How big is that bandwagon, anyway? Can everyone hop back on at once?

3:36 p.m.: Tiger Woods is now in fourth place! But he didn't even do anything to get there.

Paul Casey goes double-bogey then bogey on 4 and 5, drops to 5-under, and a tie with Woods and Stewart Cink.

3:33 p.m.: Out of it. Not out of it. Out of it. Not out of it.

Seriously, if Tiger Woods could just tell us whether he's going to be in contention at the end of the day, we'd know just how much attention we should pay to him right now. Birdie at No. 6 moves him back to within five of the lead.

Gotta say "not out of it" for now.

3:30 p.m.: E-mail from my buddy Brian in South Carolina, who noticed this at the same time I did:

Exactly. I'll throw it out there right now. If any of the top four players -- Immelman, Snedeker, Flesch or Casey -- shoots 68, he'll win a green jacket.

3:26 p.m.: First spy report of the day from my man Lanier out on the course:

Um, in that case you might want to leave the porta-potty, dude.

Here's more:

And my inbox will be filled with "How do I sign up?" e-mails in 3 … 2 … 1 …

3:23 p.m.: Excuse me for a minute, I've got to go call my friend Jeremy for tonight's lottery numbers.

Just as soon as we're told Snedeker would rather play from behind, he shoots up to the lead, then makes bogey to fall one back.

Let's see whether Brandt can get through the entire day without a par. Come ride the Snedeker Roller Coaster! So far he has gone bogey-eagle-bogey.

3:16 p.m.: Tiger Woods makes bogey on No. 4. Guess what, folks -- he's now six behind with 14 to play. Chances are dwindling by the minute. Leads to this e-mail from Ed in Granger, Ind.:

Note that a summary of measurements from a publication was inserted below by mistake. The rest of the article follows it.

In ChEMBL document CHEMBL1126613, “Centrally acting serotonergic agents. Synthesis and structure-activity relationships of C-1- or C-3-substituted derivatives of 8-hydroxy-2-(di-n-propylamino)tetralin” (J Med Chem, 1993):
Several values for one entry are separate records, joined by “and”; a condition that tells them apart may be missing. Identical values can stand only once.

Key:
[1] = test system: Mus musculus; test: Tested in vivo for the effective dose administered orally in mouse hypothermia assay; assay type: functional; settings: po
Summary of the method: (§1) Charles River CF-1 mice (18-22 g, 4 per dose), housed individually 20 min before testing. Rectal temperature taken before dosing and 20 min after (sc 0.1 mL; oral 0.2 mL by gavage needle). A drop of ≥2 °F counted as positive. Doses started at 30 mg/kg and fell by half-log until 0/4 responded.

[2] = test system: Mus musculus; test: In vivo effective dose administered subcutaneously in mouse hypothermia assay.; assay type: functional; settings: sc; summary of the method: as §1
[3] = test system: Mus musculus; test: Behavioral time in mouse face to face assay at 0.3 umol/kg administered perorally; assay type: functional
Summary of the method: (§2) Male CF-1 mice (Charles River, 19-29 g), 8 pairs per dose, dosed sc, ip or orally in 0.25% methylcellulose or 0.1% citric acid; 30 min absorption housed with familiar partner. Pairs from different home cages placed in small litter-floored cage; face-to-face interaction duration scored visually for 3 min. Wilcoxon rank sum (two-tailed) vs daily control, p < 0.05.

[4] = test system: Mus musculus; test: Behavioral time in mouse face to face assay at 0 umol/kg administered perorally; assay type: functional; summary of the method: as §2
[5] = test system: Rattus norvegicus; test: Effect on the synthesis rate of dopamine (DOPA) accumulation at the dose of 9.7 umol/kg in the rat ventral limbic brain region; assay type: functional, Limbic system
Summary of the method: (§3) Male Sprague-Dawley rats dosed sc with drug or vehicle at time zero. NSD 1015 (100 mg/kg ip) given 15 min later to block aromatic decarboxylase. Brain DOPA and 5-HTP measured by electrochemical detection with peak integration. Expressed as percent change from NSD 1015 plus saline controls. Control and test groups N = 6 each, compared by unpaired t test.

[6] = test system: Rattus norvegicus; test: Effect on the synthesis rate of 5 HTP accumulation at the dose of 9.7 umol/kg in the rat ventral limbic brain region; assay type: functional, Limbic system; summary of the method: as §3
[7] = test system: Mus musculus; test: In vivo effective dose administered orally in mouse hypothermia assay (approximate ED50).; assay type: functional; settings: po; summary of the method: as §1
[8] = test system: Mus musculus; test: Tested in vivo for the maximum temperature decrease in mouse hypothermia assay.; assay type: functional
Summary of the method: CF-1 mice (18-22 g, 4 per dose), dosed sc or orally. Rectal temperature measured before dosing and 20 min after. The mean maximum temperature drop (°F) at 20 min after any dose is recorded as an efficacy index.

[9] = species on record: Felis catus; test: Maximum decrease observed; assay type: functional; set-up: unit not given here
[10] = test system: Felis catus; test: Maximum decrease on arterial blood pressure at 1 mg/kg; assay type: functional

Agreed. And it's not something we usually see from Woods, especially on a course he knows so well. I really figured he'd have everything figured out by the time he teed off in the second round, but he just looks puzzled by some of the reads out here. Doesn't matter how well he's striking the ball (which, so far, has been average, by his standards); if he can't make a putt, he's not going to move up the leaderboard. Simple as that.

3:08 p.m.: Gotta do an ESPNEWS interview. Back in a few …

3:06 p.m.: Brandt Snedeker pours in a long eagle putt on No. 2 to tie for the lead at 10-under.

OK, folks. Now we get to see if Jeremy's e-mail rings true.

3:02 p.m.: Tiger makes par No. 3, which would be nice if, say, this was June and he was playing in the final round of the U.S. Open, but won't quite get it done here. Leads to this e-mail from Dee in Texas:

Duly noted. Just don't get trampled with everyone else piling on top. Such as …

Joe in Universal City, Texas:

To Tiger's credit, he never said it was easily within reason for him; he just said it was easily within reason.

2:54 p.m.: Major props to ESPN researcher David, back in the Bristol, Conn., office. Earlier in the day, I asked him to find a way that would prove Zach Johnson and today's potential winner are the most unheralded back-to-back champs in Masters history. Here's what he came up with:

Lowest Combined PGA Tour win totals
Masters Champions, Consecutive Years
• 1979-80: Fuzzy Zoeller/Seve Ballesteros (3)
• 1993-94: Bernhard Langer/Jose Maria Olazabal (4)
• 1990-91: Nick Faldo/Ian Woosnam (4)
>> Career wins at time of victory

Of course, Seve, Langer, Ollie, Faldo and Woosie were all accomplished players on the international stage, so tallying their PGA Tour victories doesn't quite quantify the type of players they were considered globally, but at least this is a start.

Let's look at this year's potential numbers (last year's champion, Johnson, had one career win when he won the Masters):

• Trevor Immelman has one career PGA Tour win
• Brandt Snedeker has one career PGA Tour win
• Steve Flesch has four career PGA Tour wins
• Paul Casey has no career PGA TOUR wins